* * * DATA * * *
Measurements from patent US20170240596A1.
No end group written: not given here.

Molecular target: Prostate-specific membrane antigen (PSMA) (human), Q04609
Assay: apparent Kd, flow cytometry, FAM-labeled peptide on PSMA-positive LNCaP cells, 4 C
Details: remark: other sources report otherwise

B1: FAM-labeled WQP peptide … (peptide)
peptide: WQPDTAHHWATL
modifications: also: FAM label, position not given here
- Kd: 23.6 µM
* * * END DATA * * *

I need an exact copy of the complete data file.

Measurements from patent US20170240596A1.
No end group written: not given here.

Molecular target: Prostate-specific membrane antigen (PSMA) (human), Q04609
Assay: apparent Kd, flow cytometry, FAM-labeled peptide on PSMA-positive LNCaP cells, 4 C
Details: remark: other sources report otherwise

B1: FAM-labeled WQP peptide … (peptide)
peptide: WQPDTAHHWATL
modifications: also: FAM label, position not given here
- Kd: 23.6 µM